Recently I found out my (now ex) partner of 3 years is a sex addict visiting brothels and making hundreds of calls to sex workers. He is in complete denial and blames me for prying into his affairs and catching him out. What drives a person to be this dishonest and behave in such a predatory manner?
You are having trouble coming to terms with his behaviour and, believe it or not, so is he. That is why he is in denial. He cannot fully face what he has done. He has been hiding it from you and hiding it from others. Deep inside, he feels ashamed and he is running away from this shame as hard as he can.
Addiction never seems to make sense when you look at it logically. The addict uses the behaviour, here compulsive sex, to avoid feelings of shame and distress. And yet the behaviour itself increases the feelings of shame and distress.
For the addict, it is always short-term gain over long-term pain. The feelings of pleasure, excitement and secret rebellion are enthralling and sought at all costs. The remorse and shame that follow are uncomfortable and soon avoided by seeking out the next thrill.
The addict becomes caught in a deepening progression of deceit until it is too hard to keep it all under control. This is when his exploits are likely to be discovered.
This man has not fully accepted what he is doing. He pretends he is like everyone else. He has tried to settle down. There is a part of him that wants to fit in. But his addiction is too strong. He is restless and anxious. This agitated part drives him to seek fulfilment, in his case with sex workers.
But addiction is never fulfilling. All addicts are chasing their first great high. Nothing ever feels quite as good as the original hit, be it gambling, heroin or sex. After time the addiction habituates. That means the addict needs more and more excitement to gain the same level of intensity.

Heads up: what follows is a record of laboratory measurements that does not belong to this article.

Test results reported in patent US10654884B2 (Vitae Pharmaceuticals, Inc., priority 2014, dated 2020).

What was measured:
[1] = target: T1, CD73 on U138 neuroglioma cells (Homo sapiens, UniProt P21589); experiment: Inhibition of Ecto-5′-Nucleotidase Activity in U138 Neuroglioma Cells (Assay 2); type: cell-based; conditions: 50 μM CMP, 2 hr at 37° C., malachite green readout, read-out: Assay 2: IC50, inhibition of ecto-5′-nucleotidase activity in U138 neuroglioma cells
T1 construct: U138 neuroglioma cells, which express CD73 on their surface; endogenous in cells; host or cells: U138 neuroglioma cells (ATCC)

Sex addicts often move on from using pornography to phone sex. Some go on to frequent brothels. They escalate their activities in an attempt to keep the thrills coming.
Once caught in this addictive cycle, there is only way out. The addict has to fully face the negative consequences of his behaviour. This means accepting his feelings of powerlessness, shame and responsibility.
Can you see what a huge task this would be for this man?
None of us is perfect and yet we continue to expect perfection. By nature, we resist accepting our faults. The addict, after facing his weaknesses, has to develop self-acceptance.
Were he to undertake the journey to recovery, your ex-partner would feel relieved, free and empowered once he had come to terms with his behaviour and had it under control. But still, it can be a daunting process for some.
He is not strong enough to do this, not at this time anyway. He is still running from himself and managing to believe his own delusions.
Let him be. He will work it out eventually. In the meantime, don’t take his actions personally. Addiction is an illness. His behaviour has nothing to do with you. You didn’t cause it and you cannot stop it.